11.8 - Special Methods of Analysis

One of the most difficult statistical tasks is assessing the precision of an estimator, i.e., determining the variance of an estimator can be more difficult than determining the appropriate estimator. In complicated situations, the bootstrap method can be applied to estimate the variance of an estimator. The bootstrap is essentially a resampling plan.

For example, suppose an investigator collects a sample of N observations, denoted as \(Y_1, Y_2, \dots , Y_N\), and wants to estimate the median, \(η\), and get an expression for its variance. If the investigator does not want to make any assumptions about the distribution of the sample, then an explicit expression for the variance of the sample median does not exist.

The bootstrap can be used to construct a variance estimate of the sample median.

The bootstrap process consists of constructing B data sets, each with N observations, from the original data set. Each bootstrap sample is constructed by sampling with replacement from the original data set. This means that when constructing a bootstrap sample, N observations are generated one at a time where each \(Y_i\) has \(dfrac{1}{N}\) probability of being selected. Here is an example of the resampling of the original data:

Original sample: 17, 25, 16, 32, 27, 19, 25, 23, 22, 30

Bootstrap sample #1 30,22,27,25,25,23,32,27,19,22
Bootstrap sample #2 25,16,17,23,30,16,22,19,32,30
... ...
Bootstrap sample #1000 19,32,22,16,25,16,30,22,23,17

Thus, for \(b = 1, \dots,B\), the bootstrap sample \(Y_{b1}, Y_{b2}, \dots , Y_{bN}\)  is constructed and the sample median within the bth bootstrap sample is formed as:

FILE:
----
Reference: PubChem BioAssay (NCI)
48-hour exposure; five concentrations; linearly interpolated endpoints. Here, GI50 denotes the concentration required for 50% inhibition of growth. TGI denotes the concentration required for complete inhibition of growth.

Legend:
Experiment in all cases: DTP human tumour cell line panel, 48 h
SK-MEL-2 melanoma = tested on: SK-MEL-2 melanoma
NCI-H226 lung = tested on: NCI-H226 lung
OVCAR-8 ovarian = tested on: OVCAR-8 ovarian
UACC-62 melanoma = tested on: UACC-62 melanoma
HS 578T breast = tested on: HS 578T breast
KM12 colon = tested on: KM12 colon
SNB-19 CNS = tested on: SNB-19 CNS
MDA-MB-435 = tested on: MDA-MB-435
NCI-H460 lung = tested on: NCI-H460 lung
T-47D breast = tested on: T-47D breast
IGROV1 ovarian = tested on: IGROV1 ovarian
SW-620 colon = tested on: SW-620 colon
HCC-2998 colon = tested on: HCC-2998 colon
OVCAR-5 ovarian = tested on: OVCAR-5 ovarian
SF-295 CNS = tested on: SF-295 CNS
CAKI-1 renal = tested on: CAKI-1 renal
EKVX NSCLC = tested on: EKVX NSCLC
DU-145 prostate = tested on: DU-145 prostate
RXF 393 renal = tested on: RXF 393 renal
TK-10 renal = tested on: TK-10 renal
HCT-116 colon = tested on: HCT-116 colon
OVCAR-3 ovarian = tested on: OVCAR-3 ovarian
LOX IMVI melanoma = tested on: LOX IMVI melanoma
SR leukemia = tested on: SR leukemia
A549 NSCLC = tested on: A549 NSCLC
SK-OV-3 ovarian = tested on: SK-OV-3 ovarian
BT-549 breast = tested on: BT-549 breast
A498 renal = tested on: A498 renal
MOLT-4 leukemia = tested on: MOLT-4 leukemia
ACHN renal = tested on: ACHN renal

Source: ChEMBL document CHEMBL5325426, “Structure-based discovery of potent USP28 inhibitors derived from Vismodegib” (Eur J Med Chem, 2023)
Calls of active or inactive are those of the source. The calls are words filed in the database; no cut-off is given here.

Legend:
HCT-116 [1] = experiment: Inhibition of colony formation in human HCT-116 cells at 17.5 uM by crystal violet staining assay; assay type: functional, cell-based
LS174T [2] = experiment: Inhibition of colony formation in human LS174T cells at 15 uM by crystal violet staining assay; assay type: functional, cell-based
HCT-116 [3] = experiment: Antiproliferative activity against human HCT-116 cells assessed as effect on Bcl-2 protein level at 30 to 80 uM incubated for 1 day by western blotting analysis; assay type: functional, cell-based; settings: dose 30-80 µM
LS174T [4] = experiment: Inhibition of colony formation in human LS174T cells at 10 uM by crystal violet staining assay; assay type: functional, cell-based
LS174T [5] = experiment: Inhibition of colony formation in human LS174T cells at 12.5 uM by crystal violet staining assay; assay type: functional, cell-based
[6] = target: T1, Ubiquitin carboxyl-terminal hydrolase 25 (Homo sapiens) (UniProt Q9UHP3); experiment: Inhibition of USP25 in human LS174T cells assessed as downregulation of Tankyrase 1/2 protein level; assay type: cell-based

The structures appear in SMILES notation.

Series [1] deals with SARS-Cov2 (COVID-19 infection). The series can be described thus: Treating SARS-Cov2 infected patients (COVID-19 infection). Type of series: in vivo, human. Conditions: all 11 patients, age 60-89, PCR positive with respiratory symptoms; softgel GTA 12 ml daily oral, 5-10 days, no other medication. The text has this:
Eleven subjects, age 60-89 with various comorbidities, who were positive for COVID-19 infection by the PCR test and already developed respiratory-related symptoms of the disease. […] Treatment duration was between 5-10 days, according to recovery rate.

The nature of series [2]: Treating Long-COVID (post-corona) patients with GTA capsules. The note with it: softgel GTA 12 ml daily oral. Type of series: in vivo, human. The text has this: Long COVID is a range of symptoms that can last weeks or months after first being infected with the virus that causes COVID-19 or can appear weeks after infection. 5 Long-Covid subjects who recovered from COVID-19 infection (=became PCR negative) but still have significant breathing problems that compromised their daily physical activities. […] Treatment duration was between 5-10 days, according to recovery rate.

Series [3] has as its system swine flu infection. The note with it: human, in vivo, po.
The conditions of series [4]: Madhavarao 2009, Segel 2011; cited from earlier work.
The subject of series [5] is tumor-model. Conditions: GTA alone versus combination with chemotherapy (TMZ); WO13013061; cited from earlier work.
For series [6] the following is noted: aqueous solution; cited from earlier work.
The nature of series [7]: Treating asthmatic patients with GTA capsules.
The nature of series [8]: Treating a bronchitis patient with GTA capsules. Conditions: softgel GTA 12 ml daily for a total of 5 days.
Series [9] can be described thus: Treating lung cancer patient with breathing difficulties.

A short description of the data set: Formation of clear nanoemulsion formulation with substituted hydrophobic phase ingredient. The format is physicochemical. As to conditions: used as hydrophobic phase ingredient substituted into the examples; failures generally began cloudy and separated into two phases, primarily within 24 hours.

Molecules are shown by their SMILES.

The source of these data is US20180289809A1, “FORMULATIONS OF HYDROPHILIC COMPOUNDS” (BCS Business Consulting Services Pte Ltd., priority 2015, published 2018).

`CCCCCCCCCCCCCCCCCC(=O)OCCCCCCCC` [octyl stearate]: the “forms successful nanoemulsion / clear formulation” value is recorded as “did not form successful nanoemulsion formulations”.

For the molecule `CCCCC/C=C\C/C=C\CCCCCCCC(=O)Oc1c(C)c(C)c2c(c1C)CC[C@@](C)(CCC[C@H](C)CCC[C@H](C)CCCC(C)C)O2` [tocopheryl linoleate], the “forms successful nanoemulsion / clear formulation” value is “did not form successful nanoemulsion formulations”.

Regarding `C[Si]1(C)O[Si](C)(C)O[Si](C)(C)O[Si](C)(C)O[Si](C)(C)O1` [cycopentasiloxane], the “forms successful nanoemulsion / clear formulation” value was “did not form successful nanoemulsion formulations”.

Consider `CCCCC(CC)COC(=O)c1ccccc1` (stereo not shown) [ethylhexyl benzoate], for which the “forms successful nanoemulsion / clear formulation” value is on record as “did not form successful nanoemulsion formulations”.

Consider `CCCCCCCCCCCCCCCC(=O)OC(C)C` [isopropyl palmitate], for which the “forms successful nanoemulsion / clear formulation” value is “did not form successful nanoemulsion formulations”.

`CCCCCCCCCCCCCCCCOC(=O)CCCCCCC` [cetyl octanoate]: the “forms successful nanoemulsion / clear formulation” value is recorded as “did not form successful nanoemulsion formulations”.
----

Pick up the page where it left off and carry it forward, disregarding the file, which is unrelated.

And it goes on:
\(\hat{\eta}_b= \text{ median }(Y_{b1},Y_{b2}, ... , Y_{bN})\)

From the B estimates of the median we construct the estimated variance as:

\(S^2=\dfrac{1}{B-1}\sum_{b=1}^{B}(\hat{\eta}_b-\bar{\eta})^2 \text{ where}\bar{\eta}=\frac{1}{B}\sum_{b=1}^{B}\hat{\eta}_b\)

to get a sense about how these medians are varying over the 100 samples. The variance estimate can then be used to construct a Z statistic for hypothesis testing, i.e.,


Some statisticians at first were leery of this approach, essentially using one sample to create many others samples from this original, i.e., "pulling oneself up by your bootstraps". The bootstrap process, however, over time has shown to have sound statistical properties. The disadvantage of this approach has to do with the random selection with replacement which could result in slight variations in results. The FDA, for instance, requires definitive results. This is simply a non-parametric approach for estimating the variance of a sample.

Exploratory or Hypothesis-Generating Analyses Section

Clinical trial data provide the opportunity for exploratory analyses, which are analyses in addition to those specified by the primary objectives in the protocol. A trial design is usually not well-suited for all of the exploratory analyses that are performed, so the results may not have much validity.

The results from exploratory analyses should not be regarded as confirmatory, but rather as hypothesis-generating for future research. As a general rule, the same data should not be used both to generate a new hypothesis and to test that hypothesis. Unfortunately, many investigators do not follow this principle.

Data in sufficient quantity and detail can be made to yield some effect. A few statistical sayings attest to this, such as "the data will confess to anything if tortured enough." It has been well documented that increasing the number of hypothesis tests inflates the Type I error rate. Exploratory analyses typically fall into this category and the chances of finding statistically significant results, when none truly exists, can be very high.

Subset analyses are a form of exploratory analysis that are very popular with clinical trial data. For example, after performing the primary statistical analyses, the investigators might decide to compare treatment groups within certain subsets, such as male subjects, female subjects, minority subjects, subjects over the age of 50, subjects with serum cholesterol above 220, etc. Unless it is planned ahead of time, such analyses should remain exploratory.